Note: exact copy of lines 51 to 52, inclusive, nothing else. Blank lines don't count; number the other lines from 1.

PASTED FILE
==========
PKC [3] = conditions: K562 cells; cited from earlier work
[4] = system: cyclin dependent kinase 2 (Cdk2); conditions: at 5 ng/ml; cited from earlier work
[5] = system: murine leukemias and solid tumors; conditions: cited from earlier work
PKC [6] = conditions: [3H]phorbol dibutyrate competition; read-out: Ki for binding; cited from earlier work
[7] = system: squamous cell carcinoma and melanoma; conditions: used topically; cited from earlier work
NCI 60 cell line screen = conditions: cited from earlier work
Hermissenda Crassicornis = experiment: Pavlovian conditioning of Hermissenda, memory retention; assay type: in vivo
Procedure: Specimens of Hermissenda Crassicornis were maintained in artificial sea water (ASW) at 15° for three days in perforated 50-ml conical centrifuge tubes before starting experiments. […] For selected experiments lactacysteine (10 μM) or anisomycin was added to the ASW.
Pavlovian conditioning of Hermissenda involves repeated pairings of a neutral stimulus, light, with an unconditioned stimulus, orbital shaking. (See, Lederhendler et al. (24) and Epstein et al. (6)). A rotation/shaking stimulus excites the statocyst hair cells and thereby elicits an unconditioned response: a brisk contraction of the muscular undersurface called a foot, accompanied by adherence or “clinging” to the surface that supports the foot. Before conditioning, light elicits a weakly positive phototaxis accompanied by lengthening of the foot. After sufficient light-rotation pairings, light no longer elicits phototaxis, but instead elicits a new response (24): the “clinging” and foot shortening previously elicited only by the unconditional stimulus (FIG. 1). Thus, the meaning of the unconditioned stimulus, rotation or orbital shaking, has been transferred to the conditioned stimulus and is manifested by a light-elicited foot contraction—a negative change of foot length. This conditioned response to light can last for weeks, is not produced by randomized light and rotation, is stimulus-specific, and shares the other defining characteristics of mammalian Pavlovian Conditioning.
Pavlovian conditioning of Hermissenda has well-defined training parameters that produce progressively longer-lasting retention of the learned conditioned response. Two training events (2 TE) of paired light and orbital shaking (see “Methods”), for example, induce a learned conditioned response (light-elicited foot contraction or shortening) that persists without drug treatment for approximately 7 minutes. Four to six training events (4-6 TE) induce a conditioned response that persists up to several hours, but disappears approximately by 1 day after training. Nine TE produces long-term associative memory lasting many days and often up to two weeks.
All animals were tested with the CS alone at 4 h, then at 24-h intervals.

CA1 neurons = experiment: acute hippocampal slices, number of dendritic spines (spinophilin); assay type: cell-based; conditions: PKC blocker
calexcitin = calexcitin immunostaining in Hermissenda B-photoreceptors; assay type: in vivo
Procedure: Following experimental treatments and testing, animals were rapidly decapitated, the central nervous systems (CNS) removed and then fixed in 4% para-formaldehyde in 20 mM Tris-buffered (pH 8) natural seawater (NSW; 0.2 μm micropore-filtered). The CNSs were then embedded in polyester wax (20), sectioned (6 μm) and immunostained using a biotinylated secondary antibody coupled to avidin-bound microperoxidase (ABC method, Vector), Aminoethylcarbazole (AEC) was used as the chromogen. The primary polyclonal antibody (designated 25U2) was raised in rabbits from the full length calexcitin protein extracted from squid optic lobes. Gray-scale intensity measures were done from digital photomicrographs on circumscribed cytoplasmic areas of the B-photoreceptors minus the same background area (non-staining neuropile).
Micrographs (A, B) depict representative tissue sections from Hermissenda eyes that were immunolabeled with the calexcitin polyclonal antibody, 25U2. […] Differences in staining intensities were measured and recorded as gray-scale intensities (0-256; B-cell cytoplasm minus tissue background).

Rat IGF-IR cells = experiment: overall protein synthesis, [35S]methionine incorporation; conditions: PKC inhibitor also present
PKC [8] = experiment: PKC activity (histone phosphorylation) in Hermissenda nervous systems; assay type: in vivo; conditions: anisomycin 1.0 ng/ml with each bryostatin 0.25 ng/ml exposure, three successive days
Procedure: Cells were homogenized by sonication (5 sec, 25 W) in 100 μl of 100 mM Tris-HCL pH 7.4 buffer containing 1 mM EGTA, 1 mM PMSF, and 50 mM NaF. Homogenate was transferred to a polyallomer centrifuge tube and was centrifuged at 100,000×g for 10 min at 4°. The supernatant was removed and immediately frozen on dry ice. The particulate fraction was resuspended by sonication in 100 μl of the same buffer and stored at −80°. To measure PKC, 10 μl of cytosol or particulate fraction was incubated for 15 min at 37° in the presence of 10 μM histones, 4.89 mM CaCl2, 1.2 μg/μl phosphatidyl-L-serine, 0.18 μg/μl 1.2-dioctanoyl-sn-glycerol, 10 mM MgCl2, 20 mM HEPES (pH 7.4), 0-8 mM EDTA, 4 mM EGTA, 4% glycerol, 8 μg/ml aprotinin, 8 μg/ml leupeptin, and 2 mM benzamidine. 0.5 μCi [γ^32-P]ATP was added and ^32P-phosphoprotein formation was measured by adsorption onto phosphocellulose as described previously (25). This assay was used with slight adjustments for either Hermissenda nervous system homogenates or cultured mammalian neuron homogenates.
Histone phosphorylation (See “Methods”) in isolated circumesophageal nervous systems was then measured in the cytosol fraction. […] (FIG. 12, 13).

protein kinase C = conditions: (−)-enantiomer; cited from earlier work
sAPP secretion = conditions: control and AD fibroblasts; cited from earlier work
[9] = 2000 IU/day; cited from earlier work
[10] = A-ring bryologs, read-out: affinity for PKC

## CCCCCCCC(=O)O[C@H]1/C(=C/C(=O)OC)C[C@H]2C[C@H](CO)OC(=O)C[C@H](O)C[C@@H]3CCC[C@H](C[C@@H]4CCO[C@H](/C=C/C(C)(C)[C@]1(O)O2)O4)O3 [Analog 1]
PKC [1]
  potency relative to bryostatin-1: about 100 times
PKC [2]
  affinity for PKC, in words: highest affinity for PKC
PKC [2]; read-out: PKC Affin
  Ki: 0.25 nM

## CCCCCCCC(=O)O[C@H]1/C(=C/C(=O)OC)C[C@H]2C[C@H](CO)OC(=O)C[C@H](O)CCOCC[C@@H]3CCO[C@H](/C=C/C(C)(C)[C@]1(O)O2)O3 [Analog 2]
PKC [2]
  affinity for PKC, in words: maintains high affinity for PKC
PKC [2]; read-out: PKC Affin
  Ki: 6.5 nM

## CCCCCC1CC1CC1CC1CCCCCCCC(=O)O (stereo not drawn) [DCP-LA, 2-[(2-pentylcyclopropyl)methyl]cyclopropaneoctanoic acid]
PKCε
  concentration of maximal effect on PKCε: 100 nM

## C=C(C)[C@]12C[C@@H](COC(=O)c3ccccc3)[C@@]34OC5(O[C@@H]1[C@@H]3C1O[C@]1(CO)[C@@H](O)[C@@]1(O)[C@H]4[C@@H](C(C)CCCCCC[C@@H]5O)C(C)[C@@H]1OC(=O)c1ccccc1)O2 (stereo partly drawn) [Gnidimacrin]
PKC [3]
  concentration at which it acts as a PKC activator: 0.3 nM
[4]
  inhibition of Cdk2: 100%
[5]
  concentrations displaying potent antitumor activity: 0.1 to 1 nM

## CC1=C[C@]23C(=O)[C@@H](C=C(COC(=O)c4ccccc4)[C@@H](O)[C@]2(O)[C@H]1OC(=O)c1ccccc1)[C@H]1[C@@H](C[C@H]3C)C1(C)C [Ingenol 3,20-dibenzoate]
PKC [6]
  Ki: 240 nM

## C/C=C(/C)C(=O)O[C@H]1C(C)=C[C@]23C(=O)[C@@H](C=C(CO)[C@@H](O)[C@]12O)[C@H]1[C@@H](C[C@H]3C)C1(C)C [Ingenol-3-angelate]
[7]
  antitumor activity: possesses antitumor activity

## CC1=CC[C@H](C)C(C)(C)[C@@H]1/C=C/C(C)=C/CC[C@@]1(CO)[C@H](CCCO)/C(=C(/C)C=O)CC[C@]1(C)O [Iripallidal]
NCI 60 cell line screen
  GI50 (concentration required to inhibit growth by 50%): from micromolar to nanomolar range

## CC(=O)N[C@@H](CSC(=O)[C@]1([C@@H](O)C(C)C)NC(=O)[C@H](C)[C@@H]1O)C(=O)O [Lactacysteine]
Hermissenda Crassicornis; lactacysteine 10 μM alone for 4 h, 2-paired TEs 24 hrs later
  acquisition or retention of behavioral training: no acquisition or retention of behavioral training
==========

  antitumor activity: possesses antitumor activity

## CC1=CC[C@H](C)C(C)(C)[C@@H]1/C=C/C(C)=C/CC[C@@]1(CO)[C@H](CCCO)/C(=C(/C)C=O)CC[C@]1(C)O [Iripallidal]